• Loans can stretch over a long period: and they usually do. Our loan is for ten years and I have to tell you that when we took it out I thought that this is the twilight of my life gone. Where we got it right is that we checked and double-checked that there are no penalties for overpayment and early repayment; after that, we attacked the loan with a vengeance and as a result, we very quickly reached the point where the monthly repayment covered more principal than interest.
  • Repaying a loan is a long-term commitment: so is repaying credit card debt, you may think. Not the same! Keeping your debt on credit cards (and paying it down) is like running a number of sprints – each run is hard but there is a positive emotion at the end; so you can take a breath and go for the next sprint. Repaying a large loan is like running an ultra-marathon – you just have to keep going; and when your head is telling you to stop you just keep going! You can’t afford to ‘hit the wall’!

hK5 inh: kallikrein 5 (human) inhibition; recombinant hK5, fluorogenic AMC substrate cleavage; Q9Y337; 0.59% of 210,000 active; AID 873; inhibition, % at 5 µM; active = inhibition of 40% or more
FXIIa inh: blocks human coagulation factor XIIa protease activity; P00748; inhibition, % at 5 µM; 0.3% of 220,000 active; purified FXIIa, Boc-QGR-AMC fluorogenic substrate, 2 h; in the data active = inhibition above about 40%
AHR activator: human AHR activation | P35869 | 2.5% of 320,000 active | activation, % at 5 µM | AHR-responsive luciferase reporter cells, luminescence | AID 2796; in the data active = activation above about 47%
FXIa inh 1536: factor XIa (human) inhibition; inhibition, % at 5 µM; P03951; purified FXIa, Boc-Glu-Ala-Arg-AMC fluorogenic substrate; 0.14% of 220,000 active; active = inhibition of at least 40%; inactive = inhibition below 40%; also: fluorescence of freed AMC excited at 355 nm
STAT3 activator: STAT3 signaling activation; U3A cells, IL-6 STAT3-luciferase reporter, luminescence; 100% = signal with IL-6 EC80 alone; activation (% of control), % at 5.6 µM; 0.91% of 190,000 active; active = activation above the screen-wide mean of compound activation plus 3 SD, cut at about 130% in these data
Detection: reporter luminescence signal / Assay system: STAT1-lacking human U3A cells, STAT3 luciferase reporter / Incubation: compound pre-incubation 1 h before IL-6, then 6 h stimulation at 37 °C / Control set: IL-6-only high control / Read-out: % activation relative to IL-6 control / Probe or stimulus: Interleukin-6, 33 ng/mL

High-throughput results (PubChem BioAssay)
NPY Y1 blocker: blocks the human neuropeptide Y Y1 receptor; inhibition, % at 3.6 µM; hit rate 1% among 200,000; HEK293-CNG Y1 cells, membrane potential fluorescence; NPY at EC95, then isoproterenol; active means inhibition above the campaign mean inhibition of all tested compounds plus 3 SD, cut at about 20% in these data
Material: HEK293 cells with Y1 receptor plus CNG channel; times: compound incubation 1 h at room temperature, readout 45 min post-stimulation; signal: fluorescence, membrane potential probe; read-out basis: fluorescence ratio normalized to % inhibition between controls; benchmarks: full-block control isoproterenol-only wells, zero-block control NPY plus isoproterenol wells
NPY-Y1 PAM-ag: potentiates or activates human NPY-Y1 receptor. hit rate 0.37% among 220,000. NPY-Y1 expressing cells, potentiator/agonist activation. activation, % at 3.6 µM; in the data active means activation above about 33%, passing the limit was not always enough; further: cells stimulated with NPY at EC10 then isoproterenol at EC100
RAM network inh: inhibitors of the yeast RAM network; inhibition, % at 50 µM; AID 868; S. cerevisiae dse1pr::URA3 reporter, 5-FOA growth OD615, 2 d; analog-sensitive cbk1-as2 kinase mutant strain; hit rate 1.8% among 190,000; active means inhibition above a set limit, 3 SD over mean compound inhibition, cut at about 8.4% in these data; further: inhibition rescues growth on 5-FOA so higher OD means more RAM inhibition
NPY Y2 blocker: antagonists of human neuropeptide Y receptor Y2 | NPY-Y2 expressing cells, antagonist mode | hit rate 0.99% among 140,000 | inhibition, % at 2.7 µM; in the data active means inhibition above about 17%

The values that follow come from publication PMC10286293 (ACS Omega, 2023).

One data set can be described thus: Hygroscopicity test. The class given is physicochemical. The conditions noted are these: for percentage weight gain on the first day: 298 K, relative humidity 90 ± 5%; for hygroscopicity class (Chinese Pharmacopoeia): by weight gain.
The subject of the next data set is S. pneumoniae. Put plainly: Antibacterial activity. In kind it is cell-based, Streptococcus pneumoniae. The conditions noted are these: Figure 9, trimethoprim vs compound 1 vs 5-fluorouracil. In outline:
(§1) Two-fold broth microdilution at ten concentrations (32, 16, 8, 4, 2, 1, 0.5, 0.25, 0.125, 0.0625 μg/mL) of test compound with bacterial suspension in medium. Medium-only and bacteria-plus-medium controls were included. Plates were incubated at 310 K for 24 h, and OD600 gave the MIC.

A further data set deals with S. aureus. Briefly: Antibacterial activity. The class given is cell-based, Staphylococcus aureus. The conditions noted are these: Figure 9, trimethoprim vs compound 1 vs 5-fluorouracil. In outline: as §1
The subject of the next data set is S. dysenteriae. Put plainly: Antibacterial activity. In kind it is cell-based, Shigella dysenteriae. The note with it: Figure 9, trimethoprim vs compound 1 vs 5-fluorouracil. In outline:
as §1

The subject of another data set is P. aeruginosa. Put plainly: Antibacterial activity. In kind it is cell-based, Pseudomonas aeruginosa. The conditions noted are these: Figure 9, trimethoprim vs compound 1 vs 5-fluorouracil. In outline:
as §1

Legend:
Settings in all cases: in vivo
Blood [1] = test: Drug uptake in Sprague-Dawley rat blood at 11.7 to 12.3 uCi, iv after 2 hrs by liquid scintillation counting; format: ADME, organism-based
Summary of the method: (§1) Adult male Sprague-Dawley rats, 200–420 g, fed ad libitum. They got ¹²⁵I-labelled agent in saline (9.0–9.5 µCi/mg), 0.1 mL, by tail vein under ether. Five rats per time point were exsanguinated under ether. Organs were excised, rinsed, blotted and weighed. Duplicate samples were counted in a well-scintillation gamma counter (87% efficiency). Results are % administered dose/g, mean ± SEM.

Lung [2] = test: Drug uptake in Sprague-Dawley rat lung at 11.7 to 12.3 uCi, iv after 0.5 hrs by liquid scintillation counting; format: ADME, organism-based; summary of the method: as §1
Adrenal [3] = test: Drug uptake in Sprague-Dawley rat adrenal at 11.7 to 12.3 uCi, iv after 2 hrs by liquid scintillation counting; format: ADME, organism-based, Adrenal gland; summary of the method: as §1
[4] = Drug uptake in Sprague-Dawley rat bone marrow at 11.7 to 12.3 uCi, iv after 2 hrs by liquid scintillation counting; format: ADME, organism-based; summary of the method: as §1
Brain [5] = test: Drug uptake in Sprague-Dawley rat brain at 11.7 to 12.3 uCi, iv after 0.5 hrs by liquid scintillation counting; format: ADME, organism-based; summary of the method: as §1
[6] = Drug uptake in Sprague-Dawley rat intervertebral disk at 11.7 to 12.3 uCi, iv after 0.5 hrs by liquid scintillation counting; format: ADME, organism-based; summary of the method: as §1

Final thoughts:

Now you know when is debt consolidation a good idea. To make it worth it, and as risk-free as possible, you must ask yourself the following three questions:

  1. Can you take the collateral?
  2. Do you have a strategy for overpayment of the loan and have you checked that its conditions allow this?
  3. What kind of runner are you? If you are a sprinter stick with many smaller debts; if you have the mentality of a long-distance runner consolidating is for you.

Can you justify taking a debt consolidation loan? What are the pitfalls you will watch for?

Photo by Håkon Grimstad on Unsplash